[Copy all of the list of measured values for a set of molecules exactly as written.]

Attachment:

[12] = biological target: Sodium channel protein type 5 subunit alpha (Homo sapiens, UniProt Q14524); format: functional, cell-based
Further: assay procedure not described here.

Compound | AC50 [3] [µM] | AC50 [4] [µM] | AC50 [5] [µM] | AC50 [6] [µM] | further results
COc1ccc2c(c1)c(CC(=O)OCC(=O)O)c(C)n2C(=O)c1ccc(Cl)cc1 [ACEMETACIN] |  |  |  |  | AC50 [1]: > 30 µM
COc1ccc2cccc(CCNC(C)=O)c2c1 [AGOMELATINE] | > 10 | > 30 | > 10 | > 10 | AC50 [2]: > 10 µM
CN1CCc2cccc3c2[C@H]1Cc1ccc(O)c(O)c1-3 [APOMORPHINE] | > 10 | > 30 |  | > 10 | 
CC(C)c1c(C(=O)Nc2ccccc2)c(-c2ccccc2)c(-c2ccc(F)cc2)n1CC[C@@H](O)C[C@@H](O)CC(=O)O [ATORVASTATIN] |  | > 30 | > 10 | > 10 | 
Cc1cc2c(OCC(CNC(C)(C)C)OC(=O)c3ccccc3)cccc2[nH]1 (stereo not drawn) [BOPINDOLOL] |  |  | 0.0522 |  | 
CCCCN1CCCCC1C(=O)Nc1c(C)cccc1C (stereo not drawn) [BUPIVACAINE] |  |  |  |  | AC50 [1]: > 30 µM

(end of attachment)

[12] = biological target: Sodium channel protein type 5 subunit alpha (Homo sapiens, UniProt Q14524); format: functional, cell-based
Further: assay procedure not described here.

Compound | AC50 [3] [µM] | AC50 [4] [µM] | AC50 [5] [µM] | AC50 [6] [µM] | further results
COc1ccc2c(c1)c(CC(=O)OCC(=O)O)c(C)n2C(=O)c1ccc(Cl)cc1 [ACEMETACIN] |  |  |  |  | AC50 [1]: > 30 µM
COc1ccc2cccc(CCNC(C)=O)c2c1 [AGOMELATINE] | > 10 | > 30 | > 10 | > 10 | AC50 [2]: > 10 µM
CN1CCc2cccc3c2[C@H]1Cc1ccc(O)c(O)c1-3 [APOMORPHINE] | > 10 | > 30 |  | > 10 | 
CC(C)c1c(C(=O)Nc2ccccc2)c(-c2ccccc2)c(-c2ccc(F)cc2)n1CC[C@@H](O)C[C@@H](O)CC(=O)O [ATORVASTATIN] |  | > 30 | > 10 | > 10 | 
Cc1cc2c(OCC(CNC(C)(C)C)OC(=O)c3ccccc3)cccc2[nH]1 (stereo not drawn) [BOPINDOLOL] |  |  | 0.0522 |  | 
CCCCN1CCCCC1C(=O)Nc1c(C)cccc1C (stereo not drawn) [BUPIVACAINE] |  |  |  |  | AC50 [1]: > 30 µM